A lot of people have compared being an NBA rookie to being a fraternity pledge. It’s not really intense like that. It’s more like being an intern. The vets on your team may be calling you at 3, 4 in the morning, crazy hours to have you run all kinds of errands. The requests are legit — mostly your standard intern stuff. It’s not even the stuff they ask you to do that makes you mad, it’s the way they ask you. It can rub you the wrong way when you can’t figure out if it’s night or day. But do not flip out, rook. Then you’re just asking for more. The less you talk, the less they ask of you. My fellow rookie Allen Crabbe never talked rookie year, so they barely asked him to do anything. I think they just forgot about him. He had a solid game plan.

If I could go back in time and give Rookie C.J one piece of wisdom, it would be that sometimes less is more. Off the court, sometimes it’s just better to shut up and be quiet. I was the one that was always talking, so I was the guy getting the wings before the flights and the Starbucks in the morning. I was buying playing cards every week. We had some vets that enjoyed playing cards on the plane. The problem is that when guys start losing they have a tendency to blame it on the cards before tearing them up. Allen and I were getting all kinds of cards and quickly realized wehadto get the Bicycle ones. And soaps on the road. Some guys like soft soap — not the standard hotel soap. They’d pay us handsomely to get the supplies, so I wasn’t even trippin’. Upside: They’d always look out for us.

Carrying laundry bags was the toughest thing for me because I couldn’t really manage it with my crutches when I was hurt during the first half of the season. Thankfully, our team was pretty young, so there weren’t too many vets to run gear to. We’d always make Dame get his own damn laundry bag. Although my homie is likely a two-time All-Star, he’s too young to haze us. We make him carry his own bags.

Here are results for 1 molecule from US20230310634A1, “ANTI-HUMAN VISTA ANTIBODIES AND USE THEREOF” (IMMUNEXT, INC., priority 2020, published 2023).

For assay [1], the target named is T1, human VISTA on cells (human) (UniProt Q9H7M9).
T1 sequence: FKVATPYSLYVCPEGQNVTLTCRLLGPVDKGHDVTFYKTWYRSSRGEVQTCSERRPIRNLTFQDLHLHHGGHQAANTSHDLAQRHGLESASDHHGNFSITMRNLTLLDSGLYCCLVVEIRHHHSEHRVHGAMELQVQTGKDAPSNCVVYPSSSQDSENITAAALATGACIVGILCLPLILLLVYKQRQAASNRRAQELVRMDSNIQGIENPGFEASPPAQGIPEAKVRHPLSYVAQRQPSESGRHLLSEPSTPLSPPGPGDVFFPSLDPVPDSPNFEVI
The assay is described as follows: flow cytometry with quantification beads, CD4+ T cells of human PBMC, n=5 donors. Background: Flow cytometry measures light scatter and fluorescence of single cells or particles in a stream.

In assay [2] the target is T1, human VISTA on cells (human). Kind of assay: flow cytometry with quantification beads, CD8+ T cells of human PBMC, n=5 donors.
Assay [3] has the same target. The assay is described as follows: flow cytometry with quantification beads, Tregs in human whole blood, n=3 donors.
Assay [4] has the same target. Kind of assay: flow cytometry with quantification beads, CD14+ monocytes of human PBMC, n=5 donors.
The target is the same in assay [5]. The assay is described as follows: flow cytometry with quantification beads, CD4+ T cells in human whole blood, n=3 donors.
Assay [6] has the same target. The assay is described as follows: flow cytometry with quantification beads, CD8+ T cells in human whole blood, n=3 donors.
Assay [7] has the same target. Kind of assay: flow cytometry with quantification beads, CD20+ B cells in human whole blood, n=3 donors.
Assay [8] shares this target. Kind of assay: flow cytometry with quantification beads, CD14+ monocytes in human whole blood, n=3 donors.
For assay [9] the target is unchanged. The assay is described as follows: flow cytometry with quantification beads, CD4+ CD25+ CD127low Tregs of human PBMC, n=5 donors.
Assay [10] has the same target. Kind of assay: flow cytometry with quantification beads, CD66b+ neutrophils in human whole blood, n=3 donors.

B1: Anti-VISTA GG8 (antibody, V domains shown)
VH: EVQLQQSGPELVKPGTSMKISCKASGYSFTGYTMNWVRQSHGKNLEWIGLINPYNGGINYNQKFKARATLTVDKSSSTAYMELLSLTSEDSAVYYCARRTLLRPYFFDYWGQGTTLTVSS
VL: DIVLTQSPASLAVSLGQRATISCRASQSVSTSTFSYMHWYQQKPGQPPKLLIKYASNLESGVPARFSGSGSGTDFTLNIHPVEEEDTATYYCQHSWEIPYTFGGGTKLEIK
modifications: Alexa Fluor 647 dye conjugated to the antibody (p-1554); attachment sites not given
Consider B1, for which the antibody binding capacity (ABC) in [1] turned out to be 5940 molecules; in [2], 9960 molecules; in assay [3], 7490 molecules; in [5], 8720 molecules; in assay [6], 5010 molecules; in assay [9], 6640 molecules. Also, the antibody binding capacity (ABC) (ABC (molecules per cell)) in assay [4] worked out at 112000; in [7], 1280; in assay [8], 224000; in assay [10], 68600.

Always take the free lunch
I’m just going to say this one time because I probably shouldn’t have to say it at all: No McDonald’s. No Wendy’s. No Burger King. (Maybe in moderation because those BK fries are addicting.) You’re a pro now. You gotta tighten up your diet. Portland is good for that. Everybody here is healthy. I see a dude eating a kale salad for lunch and I genuinely feel bad if I have a burger or something.

With two free meals a day provided by the team, you have no excuse but to eat right. Maybe I’m weird, but that was the most mind-blowing thing when I was a rookie. That was my “Welcome to the NBA” moment, when I showed up for the first team lunch and I saw the spread.

I came from Lehigh University, so maybe it was different at bigger schools, but our food was usually hit or miss (lol) depending on your meal plan and ability to perform in the kitchen. If you ever get jaded about NBA food, just remember college, when practice would end late and the dining hall would close at 8 p.m. and you couldn’t even use your cafeteria points or swipe card. Thank the Lord for ramen noodles. I know I’m not the only one. Noodles or the sorority connect was crucial. Remember that?

When you were in college, you couldn’t afford the things you should be putting in your body after all that hard work. How could you afford some red salmon with asparagus and mashed potatoes, let alone have a little money left over to take a girl on a date? You were taking your girl to get ice cream because you knew it would be cheaper than the movies.